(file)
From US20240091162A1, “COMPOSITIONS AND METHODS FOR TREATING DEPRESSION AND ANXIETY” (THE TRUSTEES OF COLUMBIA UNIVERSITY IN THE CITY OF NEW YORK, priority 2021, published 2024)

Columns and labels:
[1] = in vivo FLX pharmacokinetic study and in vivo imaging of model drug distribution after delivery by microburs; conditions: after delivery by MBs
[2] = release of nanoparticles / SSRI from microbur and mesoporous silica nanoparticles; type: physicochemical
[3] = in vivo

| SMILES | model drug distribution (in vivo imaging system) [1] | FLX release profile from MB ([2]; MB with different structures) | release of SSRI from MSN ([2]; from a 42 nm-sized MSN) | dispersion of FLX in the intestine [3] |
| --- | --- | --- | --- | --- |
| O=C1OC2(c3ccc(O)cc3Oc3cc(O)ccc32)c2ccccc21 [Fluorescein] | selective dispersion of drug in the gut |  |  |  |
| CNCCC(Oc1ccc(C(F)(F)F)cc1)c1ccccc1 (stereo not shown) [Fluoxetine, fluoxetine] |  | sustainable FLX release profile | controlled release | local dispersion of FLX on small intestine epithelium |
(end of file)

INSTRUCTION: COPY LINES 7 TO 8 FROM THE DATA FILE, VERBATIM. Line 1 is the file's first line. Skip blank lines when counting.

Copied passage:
| --- | --- | --- | --- | --- |
| O=C1OC2(c3ccc(O)cc3Oc3cc(O)ccc32)c2ccccc21 [Fluorescein] | selective dispersion of drug in the gut |  |  |  |